To alleviate pain that affects the frontal sinuses’ mucous membranes as well as those that appear above the eyes, homoeopathy provides treatments based on Venus mercenaria or Kalium bichromicum. If the migraine is accompanied by a significant decrease in intellectual abilities, with pain of varying intensity, it can be treated with Onosmodium virginianum. In regard to pain that is followed by a slight visual disorder, flicker and colour confusion, it is advisable to resort to Mercurialis perennis, as it can dissipate the phenomenon within a few hours. Finally, a Natrum muriaticum-based treatment for children may be recommended in case of migraine that is characterized by less severe pain and facial tingling.
In women, a migraine can be caused by hormonal disorders linked to a number of factors including the onset of puberty, the first ovulation, menstruation, pregnancy or menopause. Homoeopathy provides solutions that are tailored to each specific case. Thus, Sanguinaria, Actaea racemosa, Cyclamen, Lac defloratum, Bromium and several other remedies are indicated in the treatment of migraines occurring during the menstruation period. One can also treat postmenopausal migraines that are accompanied by hot flashes with homoeopathic remedies such as Lachesis, Veratrum viride and Belladonna. Finally, in case of recalcitrant pain, one can opt for homoeopathic remedies like Thea, Guarana, Kidron, Canadian menispermum, and Melilotus, regardless of whether the cause of the ailment is linked to hormonal changes or other known physiological factors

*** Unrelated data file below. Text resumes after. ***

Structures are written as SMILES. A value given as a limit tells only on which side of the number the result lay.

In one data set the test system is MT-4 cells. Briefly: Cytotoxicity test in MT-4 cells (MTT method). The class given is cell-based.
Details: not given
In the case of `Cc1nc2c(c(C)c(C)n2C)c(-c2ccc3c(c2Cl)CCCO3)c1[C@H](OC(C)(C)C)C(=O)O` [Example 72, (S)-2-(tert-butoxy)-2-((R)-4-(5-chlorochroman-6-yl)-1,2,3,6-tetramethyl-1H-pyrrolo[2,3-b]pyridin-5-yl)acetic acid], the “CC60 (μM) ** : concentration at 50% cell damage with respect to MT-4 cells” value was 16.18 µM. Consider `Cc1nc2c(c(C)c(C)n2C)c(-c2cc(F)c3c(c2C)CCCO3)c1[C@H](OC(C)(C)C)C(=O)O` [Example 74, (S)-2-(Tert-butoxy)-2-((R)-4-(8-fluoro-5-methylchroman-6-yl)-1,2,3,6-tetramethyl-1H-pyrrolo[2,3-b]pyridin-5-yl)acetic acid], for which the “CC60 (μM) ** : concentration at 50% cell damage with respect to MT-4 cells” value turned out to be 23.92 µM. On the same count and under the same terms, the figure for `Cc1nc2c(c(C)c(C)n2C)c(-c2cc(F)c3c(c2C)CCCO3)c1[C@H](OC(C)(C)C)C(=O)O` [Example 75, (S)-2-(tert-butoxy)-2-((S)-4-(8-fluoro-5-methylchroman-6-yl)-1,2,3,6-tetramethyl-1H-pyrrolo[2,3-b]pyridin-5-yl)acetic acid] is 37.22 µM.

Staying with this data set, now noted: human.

In regard to headaches, most people prefer easy solutions and self-medication. However, repetitive migraine attacks affect the quality of life and may subsequently be a source of much more severe pathologies. To ensure the effectiveness of the migraine’s homoeopathic treatment, consult a specialist, preferably a homoeopath. A medical consultation is also required as soon as the first symptoms appear, and especially when the migraines occur at regular intervals or when the affected person is expecting a child. The same applies to people with a family history of migraine and patients who suffer from chronic infections that are often accompanied by hemicrania.
• Apis Mellifica
• Chelidonium Majus
• Cyclamen Europaeum
• Gelsemium Sempervirens
• Ignatia Amara
• Iris Versicolor
• Kalmia Latifolia
• Lachesis Mutus
• Lycopodium Clavatum
• Nux Vomica
• Paris Quadrifolia
• Sanguinaria Canadensis
• Sepia Officinalis
• Spigelia Anthelmia
Good to know: Migraines do not necessarily manifest themselves in the same manner in all individuals. Furthermore, this condition can affect anyone regardless of age. However, homoeopathy provides the medical iodine-based solution to treat even the toughest headaches.